One very popular conservative American preacher allowed his television show to be used as a vehicle for a smear campaign against President Clinton that was riddled with lies. When it became apparent that much of the documentary was untrue, he tried to absolve himself from any responsibility. These things reflect very poorly on the reputation of the Church.

Darius said...

That is a good comment, Chris. Christians on both sides of the political make the mistake of putting hope in politics. Liberals tend to do it more since it is inherent to their ideology that more government is a good thing. But conservatives do it as well.

Which is why Christians need to be clear that politics is no more a cure-all than anything else in this life beyond Christ. What it does offer is ONE method to helping people... in my conservative opinion, by keeping government small and people's freedoms large. The Church needs to jealously protect its responsibility to care for the needy and destitute rather than willingly turn over that job to a government who doesn't have God's glory in mind or an efficient way to dispense care to those who need it. Politics IS important, but no more important than caring for the single mom down the street (in most cases, it's less important on the individual level, since we affect the political world much less than we can affect the life of that single mom).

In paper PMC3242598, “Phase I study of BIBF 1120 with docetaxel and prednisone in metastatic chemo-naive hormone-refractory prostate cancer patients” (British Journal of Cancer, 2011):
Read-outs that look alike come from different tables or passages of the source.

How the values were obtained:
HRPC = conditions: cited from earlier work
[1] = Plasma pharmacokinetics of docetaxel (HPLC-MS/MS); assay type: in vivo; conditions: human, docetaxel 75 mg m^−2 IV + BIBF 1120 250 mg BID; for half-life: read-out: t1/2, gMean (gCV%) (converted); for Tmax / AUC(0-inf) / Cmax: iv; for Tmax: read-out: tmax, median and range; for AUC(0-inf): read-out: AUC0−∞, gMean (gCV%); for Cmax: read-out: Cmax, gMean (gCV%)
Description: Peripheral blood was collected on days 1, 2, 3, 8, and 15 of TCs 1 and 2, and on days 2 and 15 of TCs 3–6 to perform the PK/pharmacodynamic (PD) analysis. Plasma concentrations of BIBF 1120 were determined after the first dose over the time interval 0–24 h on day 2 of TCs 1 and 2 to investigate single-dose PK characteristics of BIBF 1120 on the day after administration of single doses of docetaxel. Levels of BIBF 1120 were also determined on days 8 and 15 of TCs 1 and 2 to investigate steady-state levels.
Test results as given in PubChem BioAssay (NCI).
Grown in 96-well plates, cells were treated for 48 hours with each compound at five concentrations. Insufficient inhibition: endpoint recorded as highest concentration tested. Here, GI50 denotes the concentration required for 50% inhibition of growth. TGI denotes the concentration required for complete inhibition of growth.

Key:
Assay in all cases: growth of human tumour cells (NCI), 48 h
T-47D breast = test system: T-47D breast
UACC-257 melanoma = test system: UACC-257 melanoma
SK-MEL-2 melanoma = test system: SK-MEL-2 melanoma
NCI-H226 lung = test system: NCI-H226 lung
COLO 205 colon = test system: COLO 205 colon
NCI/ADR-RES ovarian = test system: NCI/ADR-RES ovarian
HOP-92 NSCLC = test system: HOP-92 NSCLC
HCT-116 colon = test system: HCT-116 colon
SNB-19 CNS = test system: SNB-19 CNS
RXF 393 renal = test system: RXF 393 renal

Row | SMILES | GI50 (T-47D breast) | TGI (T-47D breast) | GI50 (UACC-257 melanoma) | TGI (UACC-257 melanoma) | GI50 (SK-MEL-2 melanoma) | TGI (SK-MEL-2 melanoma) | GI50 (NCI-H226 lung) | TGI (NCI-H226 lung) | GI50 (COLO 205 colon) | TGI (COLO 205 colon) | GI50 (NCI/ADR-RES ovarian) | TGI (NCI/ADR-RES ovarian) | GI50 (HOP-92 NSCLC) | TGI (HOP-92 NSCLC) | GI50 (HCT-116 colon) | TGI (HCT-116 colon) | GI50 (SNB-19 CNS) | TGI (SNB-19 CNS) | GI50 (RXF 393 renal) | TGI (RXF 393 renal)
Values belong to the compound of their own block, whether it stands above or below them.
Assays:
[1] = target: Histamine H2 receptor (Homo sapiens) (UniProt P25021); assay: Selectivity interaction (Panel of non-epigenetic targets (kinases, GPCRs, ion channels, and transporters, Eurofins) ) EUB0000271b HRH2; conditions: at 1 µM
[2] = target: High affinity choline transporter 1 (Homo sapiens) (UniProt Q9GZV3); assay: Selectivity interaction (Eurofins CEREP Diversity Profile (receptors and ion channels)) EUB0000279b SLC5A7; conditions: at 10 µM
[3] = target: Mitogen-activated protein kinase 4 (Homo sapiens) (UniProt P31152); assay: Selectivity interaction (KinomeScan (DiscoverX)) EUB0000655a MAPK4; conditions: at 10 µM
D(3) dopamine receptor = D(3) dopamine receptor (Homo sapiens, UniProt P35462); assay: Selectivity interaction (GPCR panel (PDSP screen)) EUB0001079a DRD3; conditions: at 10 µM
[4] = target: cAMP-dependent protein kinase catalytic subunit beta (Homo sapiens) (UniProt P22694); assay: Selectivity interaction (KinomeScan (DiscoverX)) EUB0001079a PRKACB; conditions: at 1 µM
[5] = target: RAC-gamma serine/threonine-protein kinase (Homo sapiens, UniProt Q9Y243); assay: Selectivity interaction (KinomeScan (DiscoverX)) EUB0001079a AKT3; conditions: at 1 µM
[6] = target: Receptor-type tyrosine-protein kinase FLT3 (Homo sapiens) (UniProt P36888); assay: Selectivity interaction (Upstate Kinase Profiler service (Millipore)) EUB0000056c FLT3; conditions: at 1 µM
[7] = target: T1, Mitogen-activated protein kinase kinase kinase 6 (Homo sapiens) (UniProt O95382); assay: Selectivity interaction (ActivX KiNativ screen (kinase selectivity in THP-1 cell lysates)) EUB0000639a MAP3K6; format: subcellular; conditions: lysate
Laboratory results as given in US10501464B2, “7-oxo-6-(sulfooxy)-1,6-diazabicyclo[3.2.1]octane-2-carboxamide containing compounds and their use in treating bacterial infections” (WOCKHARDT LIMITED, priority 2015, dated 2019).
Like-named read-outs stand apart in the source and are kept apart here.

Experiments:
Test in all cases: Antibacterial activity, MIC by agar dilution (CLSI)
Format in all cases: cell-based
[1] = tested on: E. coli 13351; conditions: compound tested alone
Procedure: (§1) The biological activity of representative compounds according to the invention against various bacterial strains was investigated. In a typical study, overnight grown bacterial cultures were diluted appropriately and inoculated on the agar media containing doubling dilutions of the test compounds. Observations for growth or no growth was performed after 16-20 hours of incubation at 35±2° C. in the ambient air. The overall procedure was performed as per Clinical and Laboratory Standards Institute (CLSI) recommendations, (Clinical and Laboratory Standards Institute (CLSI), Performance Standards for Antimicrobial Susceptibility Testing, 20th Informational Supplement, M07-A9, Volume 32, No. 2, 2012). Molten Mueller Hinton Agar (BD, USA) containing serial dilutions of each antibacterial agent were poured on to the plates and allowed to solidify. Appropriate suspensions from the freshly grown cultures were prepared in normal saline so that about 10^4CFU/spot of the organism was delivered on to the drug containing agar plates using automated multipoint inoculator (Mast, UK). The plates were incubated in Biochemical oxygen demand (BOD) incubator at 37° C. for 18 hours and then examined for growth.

To vote poorly and unwisely is a sin, but no greater a sin than, say, lying. Some people tend to forget this and thus demonize those on the other side as terrible sinners when they are just being foolish. On the other hand, politics IS informed by our worldview, and the worldview makes the person. If you don't have a Biblical worldview, it will show itself in your politics, but usually also in your personal life. Furthermore, ideas have consequences and anything you do to promote an ungodly political worldview could have repercussions, at least among your family and friends.

Christians should speak against the idea that America is "the last great hope of mankind" or at least keep that statement in perfect balance with the truth that Jesus is the ONLY hope of mankind. One can say that America is currently the only political entity that offers political hope, but only as far as that hope realizes that it isn't ultimately America who offers it but God.

Chris A said...

The only thing I might substantively differ with you on is the idea that liberals rely more on government than do conservatives. In theory, the liberals would do so more, but in practice, I think its pretty much the same across the board.